Shireen Abu Akleh: The Palestinians’ voice and face to the Arab world

“She was a fearless reporter,” said one of her colleagues. “She never hesitated to go to places where clashes were taking place. She loved her work.”

 Al Jazeera journalist Shireen Abu Akleh who was killed during live fire exchange between Palestinians and IDF, May 11, 2022.  (photo credit: Wikimedia Commons)
Al Jazeera journalist Shireen Abu Akleh who was killed during live fire exchange between Palestinians and IDF, May 11, 2022.
(photo credit: Wikimedia Commons)

For many Palestinians, Shireen Abu Akleh, the veteran Al Jazeera reporter who was killed during an IDF raid in Jenin on Wednesday morning, was more than just a journalist.

For the past two decades, Abu Akleh, a resident of east Jerusalem, became known as one of the main voices and faces of the Palestinians on the popular Qatari-owned TV network.

She was one of the few Palestinian female journalists who reported from the field, especially in Jerusalem and the West Bank. Some of her colleagues described her as the “Palestinian war correspondent.”

Read more on the death of journalist Shireen Abu Akleh in Jenin:

“She was a fearless reporter,” said one of her colleagues. “She never hesitated to go to places where clashes were taking place. She loved her work.”

Many of Abu Akleh’s colleagues appreciated her courage in reporting from the scenes of clashes between Israeli policemen and soldiers. They also described her as one of the most professional female journalists.

 Joint LIst MKs Ayman Odeh, Aida Touma-Sliman and Ofer Cassif visit the family of killed journalist  Shireen Abu Akleh on May 11, 2022.  (credit: JOINT LIST SPOKESPERSON'S OFFICE) Joint LIst MKs Ayman Odeh, Aida Touma-Sliman and Ofer Cassif visit the family of killed journalist Shireen Abu Akleh on May 11, 2022. (credit: JOINT LIST SPOKESPERSON'S OFFICE)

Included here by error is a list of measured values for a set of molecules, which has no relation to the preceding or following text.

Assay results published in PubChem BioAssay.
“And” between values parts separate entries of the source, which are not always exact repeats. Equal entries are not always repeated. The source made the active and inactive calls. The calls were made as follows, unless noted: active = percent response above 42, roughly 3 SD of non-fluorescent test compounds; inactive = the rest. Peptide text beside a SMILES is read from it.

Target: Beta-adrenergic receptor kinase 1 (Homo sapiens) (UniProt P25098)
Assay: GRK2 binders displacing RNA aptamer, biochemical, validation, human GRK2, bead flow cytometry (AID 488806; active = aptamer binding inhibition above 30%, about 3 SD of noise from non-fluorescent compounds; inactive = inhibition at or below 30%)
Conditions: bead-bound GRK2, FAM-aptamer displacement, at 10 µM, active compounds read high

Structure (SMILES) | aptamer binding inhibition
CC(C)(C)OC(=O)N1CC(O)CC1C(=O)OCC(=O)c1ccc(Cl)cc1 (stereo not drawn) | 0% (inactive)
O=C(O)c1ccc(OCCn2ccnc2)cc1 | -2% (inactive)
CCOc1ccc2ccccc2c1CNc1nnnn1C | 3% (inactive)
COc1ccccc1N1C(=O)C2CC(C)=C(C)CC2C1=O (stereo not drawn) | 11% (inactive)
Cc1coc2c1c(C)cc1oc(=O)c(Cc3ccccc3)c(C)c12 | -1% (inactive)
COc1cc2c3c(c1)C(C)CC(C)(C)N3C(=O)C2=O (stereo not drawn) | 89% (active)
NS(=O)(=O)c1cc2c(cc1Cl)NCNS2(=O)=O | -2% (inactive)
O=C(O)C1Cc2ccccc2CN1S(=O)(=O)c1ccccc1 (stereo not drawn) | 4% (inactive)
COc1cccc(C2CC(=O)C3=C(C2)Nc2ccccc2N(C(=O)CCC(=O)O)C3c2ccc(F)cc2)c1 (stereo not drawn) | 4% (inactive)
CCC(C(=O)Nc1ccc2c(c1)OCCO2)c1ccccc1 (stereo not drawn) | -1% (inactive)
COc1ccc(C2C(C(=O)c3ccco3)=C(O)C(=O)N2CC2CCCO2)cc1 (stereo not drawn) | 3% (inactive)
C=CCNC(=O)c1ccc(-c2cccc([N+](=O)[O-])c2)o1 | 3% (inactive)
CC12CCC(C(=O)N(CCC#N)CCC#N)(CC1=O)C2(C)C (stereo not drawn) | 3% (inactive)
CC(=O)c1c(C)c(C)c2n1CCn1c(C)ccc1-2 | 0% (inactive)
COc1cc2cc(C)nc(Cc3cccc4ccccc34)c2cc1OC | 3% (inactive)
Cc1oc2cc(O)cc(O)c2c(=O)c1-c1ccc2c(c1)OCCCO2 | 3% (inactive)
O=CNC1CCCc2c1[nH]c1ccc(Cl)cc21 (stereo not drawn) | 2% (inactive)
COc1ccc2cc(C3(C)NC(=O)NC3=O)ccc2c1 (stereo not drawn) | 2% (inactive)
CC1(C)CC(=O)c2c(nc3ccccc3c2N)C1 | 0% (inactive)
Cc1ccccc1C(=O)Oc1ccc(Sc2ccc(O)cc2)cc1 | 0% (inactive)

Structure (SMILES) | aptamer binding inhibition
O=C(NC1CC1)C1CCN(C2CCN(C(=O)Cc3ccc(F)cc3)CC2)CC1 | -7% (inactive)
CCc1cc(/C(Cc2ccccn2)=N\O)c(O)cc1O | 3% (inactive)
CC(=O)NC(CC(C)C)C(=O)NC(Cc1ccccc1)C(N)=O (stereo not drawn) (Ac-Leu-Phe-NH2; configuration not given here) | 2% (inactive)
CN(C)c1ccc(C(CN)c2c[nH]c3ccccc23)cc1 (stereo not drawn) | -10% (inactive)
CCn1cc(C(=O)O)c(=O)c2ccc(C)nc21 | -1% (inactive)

The 51-year-old reported extensively on the situation in the city, including the violence that erupted at the Aqsa Mosque compound, the Old City’s Damascus Gate and the neighborhood of Sheikh Jarrah.

Abu Akleh also reported on the situation in the West Bank with a focus on clashes between IDF soldiers and Palestinians, often appearing on Al Jazeera wearing the battle gear of a helmet and flak jacket with the word “PRESS” emblazoned on it in bright letters.

Once asked about the dangers she faces while covering the violence, Abu Akleh replied: “Death was always a short distance away. During the difficult moments, I overcame the fear. I chose journalism to be close to the human being. It’s probably not easy for me to change the reality, but at least I was able to communicate that voice to the world.”

Abu Akleh rose to fame during the Second Intifada, which erupted in 2000. Her reporting on the daily violence turned her into one of the most popular reporters in the eyes of Al Jazeera’s millions of viewers in the Arab world.

She was also known for her criticism of Israel. In one of her recent tweets, she wrote: “No Arab will be able to ignore the Palestinian issue, no matter how much Israel tries to marginalize this issue.”

Abu Akleh, whose family is originally from Bethlehem, was raised in east Jerusalem, where she went to the Rosary Sisters’ School.

After completing her studies in journalism in Jordan, she returned to the city, where she initially worked for the UN Relief and Work Agency for Palestine Refugees (UNRWA). She was later hired by the PA’s Voice of Palestine radio station and Monte Carlo radio’s Arab news department. In 1997, she began working for Al Jazeera’s newly established Jerusalem bureau.